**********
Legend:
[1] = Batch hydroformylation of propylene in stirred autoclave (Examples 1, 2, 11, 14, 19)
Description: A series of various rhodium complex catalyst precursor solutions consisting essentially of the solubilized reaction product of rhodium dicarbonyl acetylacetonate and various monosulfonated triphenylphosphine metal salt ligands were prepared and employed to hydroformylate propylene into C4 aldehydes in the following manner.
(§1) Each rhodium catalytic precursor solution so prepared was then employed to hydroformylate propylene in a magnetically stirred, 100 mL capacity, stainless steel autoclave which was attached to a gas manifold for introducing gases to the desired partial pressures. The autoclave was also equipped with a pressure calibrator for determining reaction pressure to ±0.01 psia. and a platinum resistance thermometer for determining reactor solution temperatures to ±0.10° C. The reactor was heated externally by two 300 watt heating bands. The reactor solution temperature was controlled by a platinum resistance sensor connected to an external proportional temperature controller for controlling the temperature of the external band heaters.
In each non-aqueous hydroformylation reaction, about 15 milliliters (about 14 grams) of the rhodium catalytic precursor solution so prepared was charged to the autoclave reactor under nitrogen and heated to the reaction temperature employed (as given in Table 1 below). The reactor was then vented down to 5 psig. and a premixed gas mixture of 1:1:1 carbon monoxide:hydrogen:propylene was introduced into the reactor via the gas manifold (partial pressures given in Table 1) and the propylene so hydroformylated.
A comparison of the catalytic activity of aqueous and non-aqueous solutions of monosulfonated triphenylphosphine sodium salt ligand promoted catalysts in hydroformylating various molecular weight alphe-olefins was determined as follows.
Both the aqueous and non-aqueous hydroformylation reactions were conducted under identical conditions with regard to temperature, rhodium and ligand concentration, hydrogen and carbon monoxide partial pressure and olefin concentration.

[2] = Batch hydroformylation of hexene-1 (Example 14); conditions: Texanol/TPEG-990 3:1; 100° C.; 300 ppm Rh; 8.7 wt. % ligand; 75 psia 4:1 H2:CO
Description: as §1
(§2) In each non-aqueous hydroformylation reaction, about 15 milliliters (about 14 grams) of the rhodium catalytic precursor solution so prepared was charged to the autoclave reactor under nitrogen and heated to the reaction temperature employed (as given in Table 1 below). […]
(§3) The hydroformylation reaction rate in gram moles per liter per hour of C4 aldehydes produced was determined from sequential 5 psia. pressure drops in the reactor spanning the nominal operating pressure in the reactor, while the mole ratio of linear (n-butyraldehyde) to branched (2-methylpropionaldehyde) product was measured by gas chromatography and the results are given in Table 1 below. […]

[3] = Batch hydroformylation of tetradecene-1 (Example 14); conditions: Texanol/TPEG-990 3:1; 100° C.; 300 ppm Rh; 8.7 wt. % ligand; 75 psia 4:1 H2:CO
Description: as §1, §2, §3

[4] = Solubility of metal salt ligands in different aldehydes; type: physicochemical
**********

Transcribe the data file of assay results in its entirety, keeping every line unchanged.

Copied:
Legend:
[1] = Batch hydroformylation of propylene in stirred autoclave (Examples 1, 2, 11, 14, 19)
Description: A series of various rhodium complex catalyst precursor solutions consisting essentially of the solubilized reaction product of rhodium dicarbonyl acetylacetonate and various monosulfonated triphenylphosphine metal salt ligands were prepared and employed to hydroformylate propylene into C4 aldehydes in the following manner.
(§1) Each rhodium catalytic precursor solution so prepared was then employed to hydroformylate propylene in a magnetically stirred, 100 mL capacity, stainless steel autoclave which was attached to a gas manifold for introducing gases to the desired partial pressures. The autoclave was also equipped with a pressure calibrator for determining reaction pressure to ±0.01 psia. and a platinum resistance thermometer for determining reactor solution temperatures to ±0.10° C. The reactor was heated externally by two 300 watt heating bands. The reactor solution temperature was controlled by a platinum resistance sensor connected to an external proportional temperature controller for controlling the temperature of the external band heaters.
In each non-aqueous hydroformylation reaction, about 15 milliliters (about 14 grams) of the rhodium catalytic precursor solution so prepared was charged to the autoclave reactor under nitrogen and heated to the reaction temperature employed (as given in Table 1 below). The reactor was then vented down to 5 psig. and a premixed gas mixture of 1:1:1 carbon monoxide:hydrogen:propylene was introduced into the reactor via the gas manifold (partial pressures given in Table 1) and the propylene so hydroformylated.
A comparison of the catalytic activity of aqueous and non-aqueous solutions of monosulfonated triphenylphosphine sodium salt ligand promoted catalysts in hydroformylating various molecular weight alphe-olefins was determined as follows.
Both the aqueous and non-aqueous hydroformylation reactions were conducted under identical conditions with regard to temperature, rhodium and ligand concentration, hydrogen and carbon monoxide partial pressure and olefin concentration.

[2] = Batch hydroformylation of hexene-1 (Example 14); conditions: Texanol/TPEG-990 3:1; 100° C.; 300 ppm Rh; 8.7 wt. % ligand; 75 psia 4:1 H2:CO
Description: as §1
(§2) In each non-aqueous hydroformylation reaction, about 15 milliliters (about 14 grams) of the rhodium catalytic precursor solution so prepared was charged to the autoclave reactor under nitrogen and heated to the reaction temperature employed (as given in Table 1 below). […]
(§3) The hydroformylation reaction rate in gram moles per liter per hour of C4 aldehydes produced was determined from sequential 5 psia. pressure drops in the reactor spanning the nominal operating pressure in the reactor, while the mole ratio of linear (n-butyraldehyde) to branched (2-methylpropionaldehyde) product was measured by gas chromatography and the results are given in Table 1 below. […]

[3] = Batch hydroformylation of tetradecene-1 (Example 14); conditions: Texanol/TPEG-990 3:1; 100° C.; 300 ppm Rh; 8.7 wt. % ligand; 75 psia 4:1 H2:CO
Description: as §1, §2, §3

[4] = Solubility of metal salt ligands in different aldehydes; type: physicochemical